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I am hoping to better understand the difference between miner nodes and validator nodes and the decentralization risks (if any) posed by one party controlling X% of all validator nodes.

I have been making my way through some great resources on validation and miners here:

From what I understand, miner nodes do not have to have any of the blockchain downloaded, they can simply create hash attempts as fast as possible and report back to a ‘parent node/mining pool’ who can take the correct hash, form the block candidate, and propagate it to the rest of the network for verification and inclusion. There exists a risk of the 51% attack when a miner (or group of miners) controls the hash rate and is able to create a longer chain or proof of work.

Is there also a similar requirement for the distribution of validator nodes to be decentralized?

For example, if a given party controlled the majority (or even smaller percentage) of validator nodes, could they change their Bitcoin Core code to do any of the following and disrupt the network?

  • Reject incoming mempool transactions based on their own implementation of an address block list
  • Flood the mempool with faulty transactions and slow things down for all other node participants (ie remove the initial verification checks for transactions (https://github.com/bitcoin/bitcoin/blob/master/src/validation.cpp))
  • Work in coordination with a miner to accept a mined transaction block that has invalid transactions
  • Reject a valid block that a miner legitimately has created, causing the reward to go elsewhere
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As RedGrittyBrick points out, every node unilaterally validates all data they receive, thereby enforcing all rules of the Bitcoin protocol. Nodes can't be convinced by many peers telling them about invalid data. If data doesn't fit the consensus rules, they'll just drop that data and ban the peers that sent them invalid data. So, to respond with a bit more detail to your last paragraph:

For example, if a given party controlled the majority (or even smaller percentage) of validator nodes, could they change their Bitcoin Core code to do any of the following and disrupt the network?

  • Reject incoming mempool transactions based on their own implementation of an address block list
  • Flood the mempool with faulty transactions and slow things down for all other node participants (ie remove the initial verification checks for transactions (https://github.com/bitcoin/bitcoin/blob/master/src/validation.cpp))
  • Work in coordination with a miner to accept a mined transaction block that has invalid transactions
  • Reject a valid block that a miner legitimately has created, causing the reward to go elsewhere

It doesn't matter how many nodes misbehave, having a single honest peer is enough to learn about the actual best chain, and to learn about more peers. One exception is if all your peers are colluding to trick you. Then they can hide new data from you, and, if they also have sufficient mining power, even present you with an alternative shorter chaintip that your node will misconstrue as the best chain in absence of better information. If all your peers are controlled by an attacker, this is referred to as an eclipse attack.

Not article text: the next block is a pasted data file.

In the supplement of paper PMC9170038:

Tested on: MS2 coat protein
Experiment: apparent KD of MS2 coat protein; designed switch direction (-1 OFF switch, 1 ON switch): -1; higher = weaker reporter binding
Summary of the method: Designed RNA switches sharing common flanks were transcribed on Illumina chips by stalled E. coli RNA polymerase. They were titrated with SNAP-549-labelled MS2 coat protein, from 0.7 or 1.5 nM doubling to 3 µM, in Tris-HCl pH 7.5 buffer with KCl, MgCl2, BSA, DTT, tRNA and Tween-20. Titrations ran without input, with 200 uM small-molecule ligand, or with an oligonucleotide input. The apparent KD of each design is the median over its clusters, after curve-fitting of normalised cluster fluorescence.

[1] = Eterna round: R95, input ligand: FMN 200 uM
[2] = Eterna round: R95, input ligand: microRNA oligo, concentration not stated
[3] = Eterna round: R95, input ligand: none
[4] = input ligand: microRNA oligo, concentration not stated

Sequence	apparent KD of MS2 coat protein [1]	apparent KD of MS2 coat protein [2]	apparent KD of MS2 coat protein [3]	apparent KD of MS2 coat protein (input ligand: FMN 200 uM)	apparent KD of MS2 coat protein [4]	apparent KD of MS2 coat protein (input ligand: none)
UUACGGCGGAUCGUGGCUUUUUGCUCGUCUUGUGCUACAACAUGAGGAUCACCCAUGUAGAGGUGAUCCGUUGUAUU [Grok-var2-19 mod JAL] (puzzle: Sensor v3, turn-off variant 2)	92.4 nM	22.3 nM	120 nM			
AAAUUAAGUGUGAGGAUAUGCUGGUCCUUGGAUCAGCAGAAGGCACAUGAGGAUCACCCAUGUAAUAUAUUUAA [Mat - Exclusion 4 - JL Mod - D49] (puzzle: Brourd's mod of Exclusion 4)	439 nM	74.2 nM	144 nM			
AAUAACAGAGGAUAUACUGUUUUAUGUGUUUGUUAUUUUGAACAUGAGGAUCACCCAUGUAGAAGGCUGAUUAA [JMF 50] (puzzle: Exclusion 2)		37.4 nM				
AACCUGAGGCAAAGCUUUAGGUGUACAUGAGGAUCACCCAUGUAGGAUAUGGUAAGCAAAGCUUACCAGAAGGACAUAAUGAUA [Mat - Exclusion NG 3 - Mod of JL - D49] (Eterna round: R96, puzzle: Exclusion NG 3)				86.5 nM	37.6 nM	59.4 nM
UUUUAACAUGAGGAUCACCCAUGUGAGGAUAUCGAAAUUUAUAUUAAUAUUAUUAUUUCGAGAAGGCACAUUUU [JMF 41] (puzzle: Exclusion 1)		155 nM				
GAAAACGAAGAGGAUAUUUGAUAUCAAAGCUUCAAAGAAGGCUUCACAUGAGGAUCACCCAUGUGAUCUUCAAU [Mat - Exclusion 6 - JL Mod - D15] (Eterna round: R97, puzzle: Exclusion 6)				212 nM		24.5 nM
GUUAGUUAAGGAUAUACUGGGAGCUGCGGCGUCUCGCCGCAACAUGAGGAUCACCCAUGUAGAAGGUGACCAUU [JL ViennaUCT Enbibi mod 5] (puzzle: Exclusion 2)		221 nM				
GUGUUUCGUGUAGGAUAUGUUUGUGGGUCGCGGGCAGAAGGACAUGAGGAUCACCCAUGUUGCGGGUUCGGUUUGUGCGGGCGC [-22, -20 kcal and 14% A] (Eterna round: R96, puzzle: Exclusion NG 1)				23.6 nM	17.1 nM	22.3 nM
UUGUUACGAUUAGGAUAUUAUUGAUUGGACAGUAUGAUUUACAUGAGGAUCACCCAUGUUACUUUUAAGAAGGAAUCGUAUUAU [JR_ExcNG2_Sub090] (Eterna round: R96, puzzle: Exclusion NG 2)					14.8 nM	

Beyond that, yes, someone could do the things you propose, but they would not have the intended effect: nodes can reject transactions locally, but that will not stop other nodes from forwarding the same transactions to each other. Nodes can create faulty data and spam their peers with it, but their peers will simply ban them for relaying invalid data—your node won't ever accept invalid data just because it's presented multiple times. Nodes can deliberately accept invalid blocks, but that won't cause other nodes to accept those blocks. Nodes can reject a valid block, but that just forks them off from the best chain.

A node is free to create an alternate reality for themselves, but they cannot change other nodes' evaluation of the situation.

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  • Thank you for all of these details, this is very helpful!
    – apleroy
    Mar 23 at 14:53
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Validation

All Bitcoin nodes are validator nodes. There are no special validator nodes. No nodes rely on other nodes to perform validation. No nodes need to trust other nodes.

The only partial exception would be lightweight nodes that use Simplified Payment Verification (SPV) and which do not retain their own copy of the Bitcoin transaction journal (blockchain). But even SPV nodes perform as much validation as possible themselves.

Any miner that colludes with others to publish blocks that contain invalid transactions is throwing away money and harming themselves.

Mining

You have this part backwards. First the mining controllers have to obtain details of pending transactions and construct a block template before the mining hardware (typically ASICs) can start searching for a nonce value that causes the block hash to be less than the current target.

Hashes are not magic numbers that can be plugged into any old block. Block hashes can only be derived from a complete block (though pools can arrange that the hashing work be broken up and spread among pool members)


Related

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  • Thank you for all of your help with this!
    – apleroy
    Mar 23 at 14:54

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